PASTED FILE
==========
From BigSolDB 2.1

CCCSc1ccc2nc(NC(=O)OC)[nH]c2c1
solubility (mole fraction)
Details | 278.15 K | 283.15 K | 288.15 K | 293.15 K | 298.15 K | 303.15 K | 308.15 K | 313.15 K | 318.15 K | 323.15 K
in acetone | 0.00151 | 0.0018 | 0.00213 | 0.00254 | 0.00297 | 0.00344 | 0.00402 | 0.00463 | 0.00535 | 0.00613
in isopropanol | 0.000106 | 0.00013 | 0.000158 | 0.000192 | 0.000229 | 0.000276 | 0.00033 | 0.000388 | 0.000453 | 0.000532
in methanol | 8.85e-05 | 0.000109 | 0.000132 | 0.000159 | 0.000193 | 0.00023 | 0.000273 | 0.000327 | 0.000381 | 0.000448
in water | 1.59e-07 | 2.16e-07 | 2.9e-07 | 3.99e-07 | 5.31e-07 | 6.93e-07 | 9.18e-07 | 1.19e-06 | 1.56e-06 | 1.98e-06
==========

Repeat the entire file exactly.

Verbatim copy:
From BigSolDB 2.1

CCCSc1ccc2nc(NC(=O)OC)[nH]c2c1
solubility (mole fraction)
Details | 278.15 K | 283.15 K | 288.15 K | 293.15 K | 298.15 K | 303.15 K | 308.15 K | 313.15 K | 318.15 K | 323.15 K
in acetone | 0.00151 | 0.0018 | 0.00213 | 0.00254 | 0.00297 | 0.00344 | 0.00402 | 0.00463 | 0.00535 | 0.00613
in isopropanol | 0.000106 | 0.00013 | 0.000158 | 0.000192 | 0.000229 | 0.000276 | 0.00033 | 0.000388 | 0.000453 | 0.000532
in methanol | 8.85e-05 | 0.000109 | 0.000132 | 0.000159 | 0.000193 | 0.00023 | 0.000273 | 0.000327 | 0.000381 | 0.000448
in water | 1.59e-07 | 2.16e-07 | 2.9e-07 | 3.99e-07 | 5.31e-07 | 6.93e-07 | 9.18e-07 | 1.19e-06 | 1.56e-06 | 1.98e-06